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Scottish Water installs solar panels at water treatment works

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Solar panels are being installed to help reduce energy costs at six water treatment works in West Dunbartonshire, Glasgow, North Lanarkshire, Aberdeenshire, the Highlands, and Aberdeen across Scotland
Scottish Water installs solar panels at water treatment works

The installations are part of a programme aimed at increasing the amount of renewable energy the utility generates while reducing carbon emissions. The projects are being installed during Climate Week 2014 which seeks to highlight actions being taken by communities and businesses across the UK to protect the environment.  

Each of the panels are capable of generating up to 0.2GWh of electricity per year providing 25 percent of the power needed to run the water treatment works, depending on the size of the works in question. Scottish Water already has four ‘self-sufficient’ water treatment works which use hydro turbines in pipes to generate more energy than the works actually use. At present the utility generates 28GWh of the 450GWh of electricity it needs every year. It has ambitions to significantly increase this amount through a variety of renewable technologies including small-scale wind turbines, solar panels and waste to energy technology which recycles food waste.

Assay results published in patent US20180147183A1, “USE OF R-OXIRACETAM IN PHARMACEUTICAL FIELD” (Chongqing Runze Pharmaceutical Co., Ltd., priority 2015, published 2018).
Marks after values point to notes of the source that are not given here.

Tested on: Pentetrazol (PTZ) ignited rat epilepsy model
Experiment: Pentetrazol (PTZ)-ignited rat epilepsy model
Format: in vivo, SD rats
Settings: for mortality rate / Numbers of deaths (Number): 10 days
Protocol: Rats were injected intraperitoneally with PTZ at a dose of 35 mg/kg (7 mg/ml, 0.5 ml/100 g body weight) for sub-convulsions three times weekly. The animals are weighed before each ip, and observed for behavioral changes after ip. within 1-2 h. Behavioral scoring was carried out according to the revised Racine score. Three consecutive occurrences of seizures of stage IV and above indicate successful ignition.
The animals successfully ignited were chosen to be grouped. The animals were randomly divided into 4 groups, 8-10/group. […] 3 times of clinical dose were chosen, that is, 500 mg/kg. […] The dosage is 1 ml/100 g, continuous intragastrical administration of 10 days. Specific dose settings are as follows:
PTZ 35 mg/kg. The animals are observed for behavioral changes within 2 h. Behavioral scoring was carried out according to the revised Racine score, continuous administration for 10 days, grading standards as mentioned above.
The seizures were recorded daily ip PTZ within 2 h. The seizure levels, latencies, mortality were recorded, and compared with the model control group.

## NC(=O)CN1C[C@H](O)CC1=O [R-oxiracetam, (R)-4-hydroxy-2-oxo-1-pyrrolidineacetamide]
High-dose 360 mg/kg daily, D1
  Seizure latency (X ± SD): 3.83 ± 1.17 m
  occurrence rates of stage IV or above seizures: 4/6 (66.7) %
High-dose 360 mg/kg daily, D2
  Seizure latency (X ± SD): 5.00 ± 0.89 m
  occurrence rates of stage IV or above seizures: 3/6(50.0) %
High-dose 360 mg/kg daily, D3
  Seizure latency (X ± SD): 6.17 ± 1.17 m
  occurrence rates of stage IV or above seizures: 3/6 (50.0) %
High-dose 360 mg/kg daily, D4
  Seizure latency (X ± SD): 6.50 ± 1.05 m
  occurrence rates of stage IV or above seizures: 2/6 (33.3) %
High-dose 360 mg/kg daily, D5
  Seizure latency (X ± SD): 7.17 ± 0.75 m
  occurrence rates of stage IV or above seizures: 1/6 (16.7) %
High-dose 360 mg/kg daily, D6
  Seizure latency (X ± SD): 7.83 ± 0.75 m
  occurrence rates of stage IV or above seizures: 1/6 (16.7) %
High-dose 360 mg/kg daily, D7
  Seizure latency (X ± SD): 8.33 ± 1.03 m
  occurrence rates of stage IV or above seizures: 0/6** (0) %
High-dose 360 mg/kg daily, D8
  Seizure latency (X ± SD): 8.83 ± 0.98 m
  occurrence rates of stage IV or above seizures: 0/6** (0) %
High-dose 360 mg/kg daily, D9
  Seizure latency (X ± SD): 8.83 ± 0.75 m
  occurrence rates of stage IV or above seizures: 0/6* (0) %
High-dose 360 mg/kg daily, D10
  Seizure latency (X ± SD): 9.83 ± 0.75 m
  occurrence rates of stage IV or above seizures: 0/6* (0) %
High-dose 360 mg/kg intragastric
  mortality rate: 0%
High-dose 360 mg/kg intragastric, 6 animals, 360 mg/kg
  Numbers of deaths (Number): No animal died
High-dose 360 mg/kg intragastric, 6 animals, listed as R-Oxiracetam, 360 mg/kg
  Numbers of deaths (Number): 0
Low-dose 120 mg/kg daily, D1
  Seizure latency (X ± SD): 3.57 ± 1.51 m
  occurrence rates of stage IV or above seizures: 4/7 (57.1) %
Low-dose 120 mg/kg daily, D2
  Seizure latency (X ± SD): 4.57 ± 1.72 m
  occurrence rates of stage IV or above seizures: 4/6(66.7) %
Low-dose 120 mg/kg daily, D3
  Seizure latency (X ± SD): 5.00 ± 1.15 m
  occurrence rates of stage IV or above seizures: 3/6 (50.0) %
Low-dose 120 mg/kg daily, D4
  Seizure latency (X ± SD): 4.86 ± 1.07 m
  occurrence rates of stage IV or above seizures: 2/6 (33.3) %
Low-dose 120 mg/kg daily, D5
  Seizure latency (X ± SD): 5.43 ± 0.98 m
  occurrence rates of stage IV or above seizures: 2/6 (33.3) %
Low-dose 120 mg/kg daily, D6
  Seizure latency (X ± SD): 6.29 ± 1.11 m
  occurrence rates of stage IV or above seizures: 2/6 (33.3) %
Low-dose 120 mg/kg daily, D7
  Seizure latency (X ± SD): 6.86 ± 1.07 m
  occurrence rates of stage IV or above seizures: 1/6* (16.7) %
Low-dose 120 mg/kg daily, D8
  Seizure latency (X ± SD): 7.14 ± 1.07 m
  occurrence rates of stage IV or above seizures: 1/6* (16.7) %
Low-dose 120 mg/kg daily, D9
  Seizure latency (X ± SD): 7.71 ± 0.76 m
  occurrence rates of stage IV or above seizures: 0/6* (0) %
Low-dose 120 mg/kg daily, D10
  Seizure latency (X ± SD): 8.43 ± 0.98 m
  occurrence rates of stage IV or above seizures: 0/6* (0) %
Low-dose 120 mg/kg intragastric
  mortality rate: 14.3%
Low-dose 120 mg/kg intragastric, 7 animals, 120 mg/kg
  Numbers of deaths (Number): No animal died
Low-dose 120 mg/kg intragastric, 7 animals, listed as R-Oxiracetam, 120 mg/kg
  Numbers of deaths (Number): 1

“Climate Week 2014 highlights the importance of organisations large and small taking action to protect and enhance the environment” said Mark Williams, Head of Environmental Science and Regulation. “In the last seven years Scottish Water has achieved a 10 percent reduction in carbon emissions, despite continuing to improve performance and services. We recognise that, while continuing to deliver excellent and resilient service for customers and protecting Scotland’s natural environment well into the future, we must maintain the pace of improvement through energy efficiency, leakage management and investment in renewables, to play our part in tackling climate change.”

Chris Toop, General Manager for energy, added that Scottish Water has developed its renewables programme in a sustained effort to keep the cost of essential services as low as possible in the long term. The solar panels being installed are expected to be operational in the next three months. At Carron Valley (North Lanarkshire), Blairlinnans (West Dunbartonshire) and Balmore (Glasgow) Water Treatment Works, the panels have been installed on the roof of the buildings, while at Forehill (Peterhead), Mannofield (Aberdeen) and Spey Valley (near Aviemore) they are free-standing, ground-mounted installations that are located within the water treatment works.

For additional information:

Scottish Water

Climate Week 2014

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